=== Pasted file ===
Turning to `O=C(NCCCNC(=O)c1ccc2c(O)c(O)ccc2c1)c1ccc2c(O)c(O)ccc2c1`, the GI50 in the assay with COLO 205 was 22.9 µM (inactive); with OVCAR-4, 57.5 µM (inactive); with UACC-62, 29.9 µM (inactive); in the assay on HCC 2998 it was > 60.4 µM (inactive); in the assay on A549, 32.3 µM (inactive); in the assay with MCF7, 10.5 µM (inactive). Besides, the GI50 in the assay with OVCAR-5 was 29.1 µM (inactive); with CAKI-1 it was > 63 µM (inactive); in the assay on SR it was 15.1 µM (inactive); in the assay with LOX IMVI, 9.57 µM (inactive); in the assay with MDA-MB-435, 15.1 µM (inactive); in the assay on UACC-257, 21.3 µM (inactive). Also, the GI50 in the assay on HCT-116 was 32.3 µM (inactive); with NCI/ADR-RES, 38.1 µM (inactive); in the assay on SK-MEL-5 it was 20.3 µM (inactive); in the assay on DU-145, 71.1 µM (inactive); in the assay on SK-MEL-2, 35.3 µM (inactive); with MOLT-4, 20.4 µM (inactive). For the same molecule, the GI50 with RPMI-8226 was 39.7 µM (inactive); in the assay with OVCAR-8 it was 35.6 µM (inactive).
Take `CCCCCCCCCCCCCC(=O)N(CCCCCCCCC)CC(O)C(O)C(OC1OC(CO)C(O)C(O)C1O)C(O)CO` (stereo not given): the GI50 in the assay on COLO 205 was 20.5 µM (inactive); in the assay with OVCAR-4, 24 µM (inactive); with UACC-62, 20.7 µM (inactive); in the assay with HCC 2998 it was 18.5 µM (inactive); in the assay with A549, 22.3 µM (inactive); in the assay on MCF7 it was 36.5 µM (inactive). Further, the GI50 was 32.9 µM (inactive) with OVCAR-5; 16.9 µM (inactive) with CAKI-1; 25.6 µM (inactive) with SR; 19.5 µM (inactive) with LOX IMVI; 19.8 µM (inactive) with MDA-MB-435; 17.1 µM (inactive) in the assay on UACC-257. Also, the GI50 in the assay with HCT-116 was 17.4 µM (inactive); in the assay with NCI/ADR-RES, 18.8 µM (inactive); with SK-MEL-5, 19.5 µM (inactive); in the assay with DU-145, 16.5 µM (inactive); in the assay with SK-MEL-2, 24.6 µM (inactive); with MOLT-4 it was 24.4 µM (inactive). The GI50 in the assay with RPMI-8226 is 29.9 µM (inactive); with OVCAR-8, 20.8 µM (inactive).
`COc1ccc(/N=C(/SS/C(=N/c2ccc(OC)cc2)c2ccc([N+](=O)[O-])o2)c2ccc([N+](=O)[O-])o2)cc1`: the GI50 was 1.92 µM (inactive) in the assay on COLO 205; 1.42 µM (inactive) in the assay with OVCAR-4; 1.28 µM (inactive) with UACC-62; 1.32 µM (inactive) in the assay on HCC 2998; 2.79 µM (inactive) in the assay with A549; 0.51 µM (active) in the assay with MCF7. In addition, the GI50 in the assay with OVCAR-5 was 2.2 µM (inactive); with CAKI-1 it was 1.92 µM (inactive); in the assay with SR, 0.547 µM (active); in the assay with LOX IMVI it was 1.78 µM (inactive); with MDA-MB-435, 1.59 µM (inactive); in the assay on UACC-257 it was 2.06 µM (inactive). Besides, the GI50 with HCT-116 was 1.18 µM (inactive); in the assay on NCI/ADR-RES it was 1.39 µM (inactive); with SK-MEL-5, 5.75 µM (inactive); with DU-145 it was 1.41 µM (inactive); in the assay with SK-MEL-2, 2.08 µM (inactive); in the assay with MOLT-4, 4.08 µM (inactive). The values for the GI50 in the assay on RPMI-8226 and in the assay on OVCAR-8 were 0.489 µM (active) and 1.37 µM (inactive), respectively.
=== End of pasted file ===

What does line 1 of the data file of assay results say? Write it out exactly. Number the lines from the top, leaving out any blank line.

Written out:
Turning to `O=C(NCCCNC(=O)c1ccc2c(O)c(O)ccc2c1)c1ccc2c(O)c(O)ccc2c1`, the GI50 in the assay with COLO 205 was 22.9 µM (inactive); with OVCAR-4, 57.5 µM (inactive); with UACC-62, 29.9 µM (inactive); in the assay on HCC 2998 it was > 60.4 µM (inactive); in the assay on A549, 32.3 µM (inactive); in the assay with MCF7, 10.5 µM (inactive). Besides, the GI50 in the assay with OVCAR-5 was 29.1 µM (inactive); with CAKI-1 it was > 63 µM (inactive); in the assay on SR it was 15.1 µM (inactive); in the assay with LOX IMVI, 9.57 µM (inactive); in the assay with MDA-MB-435, 15.1 µM (inactive); in the assay on UACC-257, 21.3 µM (inactive). Also, the GI50 in the assay on HCT-116 was 32.3 µM (inactive); with NCI/ADR-RES, 38.1 µM (inactive); in the assay on SK-MEL-5 it was 20.3 µM (inactive); in the assay on DU-145, 71.1 µM (inactive); in the assay on SK-MEL-2, 35.3 µM (inactive); with MOLT-4, 20.4 µM (inactive). For the same molecule, the GI50 with RPMI-8226 was 39.7 µM (inactive); in the assay with OVCAR-8 it was 35.6 µM (inactive).